Have you been watching the news today?
Acid erosion is a hidden problem for our dentists, often patients do not realise the effects acidity has on our teeth. It is mostly healthy choices in food which causes acid erosion such as fruits or herbal teas, therefore it can often go undetected! You may not be chewing on sugar cubes but having acidic food and drink throughout day could be your problem.
Tooth erosion – the facts
– It is progressive loss of the hard substance of a tooth by chemical processes that do not involve bacterial action
– The acidity of the food or drinks is critical rather than the sugar content (bacteria, along with sugar, cause tooth decay not erosion)
– Diet, lifestyle choices, the environment and in some cases, medication can increase the risk
– Using fluoride toothpastes or rinses and modifying your diet can reduce the risk of erosion
How to avoid acid erosion:
- If you are having a fizzy or fruity drink. Try to drink it all at once and DON’T continuously sip.
- Drink through a straw so the fluid goes straight to the back of the mouth and does not sit around your teeth
- Avoid acidic snacks
- When having your 5 a day try to have them at the same time as your meals breakfast, lunch and dinner rather than a snack in between. So, your teeth are not constantly being hit with acidic sugars through out the day.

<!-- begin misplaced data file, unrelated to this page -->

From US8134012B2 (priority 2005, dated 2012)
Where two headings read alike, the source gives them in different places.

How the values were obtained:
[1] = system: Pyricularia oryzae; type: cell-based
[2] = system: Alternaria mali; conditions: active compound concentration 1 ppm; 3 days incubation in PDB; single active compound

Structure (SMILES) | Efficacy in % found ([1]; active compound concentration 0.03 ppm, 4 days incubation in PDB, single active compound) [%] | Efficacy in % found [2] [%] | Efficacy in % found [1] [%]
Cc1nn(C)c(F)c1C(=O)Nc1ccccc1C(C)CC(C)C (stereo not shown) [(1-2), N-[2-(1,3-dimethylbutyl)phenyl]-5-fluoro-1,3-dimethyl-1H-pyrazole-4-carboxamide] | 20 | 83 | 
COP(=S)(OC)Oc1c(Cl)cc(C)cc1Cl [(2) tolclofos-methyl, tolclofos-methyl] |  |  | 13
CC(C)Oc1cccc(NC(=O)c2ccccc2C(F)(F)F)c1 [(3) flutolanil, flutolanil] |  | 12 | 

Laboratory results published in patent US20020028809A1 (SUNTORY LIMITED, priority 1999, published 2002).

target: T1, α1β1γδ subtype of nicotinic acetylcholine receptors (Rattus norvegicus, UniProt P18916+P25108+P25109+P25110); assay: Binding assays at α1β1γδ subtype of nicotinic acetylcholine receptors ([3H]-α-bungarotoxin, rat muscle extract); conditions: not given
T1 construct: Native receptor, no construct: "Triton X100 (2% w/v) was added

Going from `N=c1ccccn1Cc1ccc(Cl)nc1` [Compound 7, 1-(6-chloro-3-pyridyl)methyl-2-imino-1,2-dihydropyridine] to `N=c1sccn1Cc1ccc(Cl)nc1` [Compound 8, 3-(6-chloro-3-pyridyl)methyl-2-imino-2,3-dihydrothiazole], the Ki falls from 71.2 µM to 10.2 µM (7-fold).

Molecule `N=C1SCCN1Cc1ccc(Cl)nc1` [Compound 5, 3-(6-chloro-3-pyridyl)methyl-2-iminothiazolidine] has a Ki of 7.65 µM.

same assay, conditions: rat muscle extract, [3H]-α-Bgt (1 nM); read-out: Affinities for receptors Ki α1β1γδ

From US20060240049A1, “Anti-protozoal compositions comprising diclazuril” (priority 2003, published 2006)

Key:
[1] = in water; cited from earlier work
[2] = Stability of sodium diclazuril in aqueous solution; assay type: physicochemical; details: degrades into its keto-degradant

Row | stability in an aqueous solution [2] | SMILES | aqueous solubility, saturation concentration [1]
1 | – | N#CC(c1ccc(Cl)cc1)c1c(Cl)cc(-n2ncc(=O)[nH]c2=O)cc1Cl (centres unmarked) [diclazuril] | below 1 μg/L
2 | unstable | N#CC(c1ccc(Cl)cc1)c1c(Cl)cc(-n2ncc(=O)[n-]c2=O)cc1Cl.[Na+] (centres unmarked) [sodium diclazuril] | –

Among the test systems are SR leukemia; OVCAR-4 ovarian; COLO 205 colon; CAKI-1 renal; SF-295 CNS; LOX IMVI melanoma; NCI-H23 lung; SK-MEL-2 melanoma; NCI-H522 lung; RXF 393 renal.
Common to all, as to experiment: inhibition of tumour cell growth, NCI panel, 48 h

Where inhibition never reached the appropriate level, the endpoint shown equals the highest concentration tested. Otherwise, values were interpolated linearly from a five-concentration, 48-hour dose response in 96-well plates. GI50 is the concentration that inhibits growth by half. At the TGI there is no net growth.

- Limit fruity teas
- Maintain a balance diet include neutralising foods along with acidic ones to create an even balance.
What drinks are acidic?
- fruit teas
- flavoured water
- diet drinks
- sweetened drinks
Which ones are not?
- sparkling water
What does acid erosion look like?
Erosion is the loss of tooth enamel caused by acid attack. Enamel is the hard, protective coating of the tooth, which protects the sensitive dentine underneath. When the enamel is worn away, the dentine underneath is exposed, which may lead to pain and sensitivity and discoloration as it has broken down the enamel and now exposes the darker layer of the tooth dentine.
If you have concerns acid erosion may be affecting, you teeth contact your dentist and arrange an examination appointment as soon as possible to see what treatment can be done to help you and what you can change at home to prevent it was from getting any worse unfortunately it is not reversible.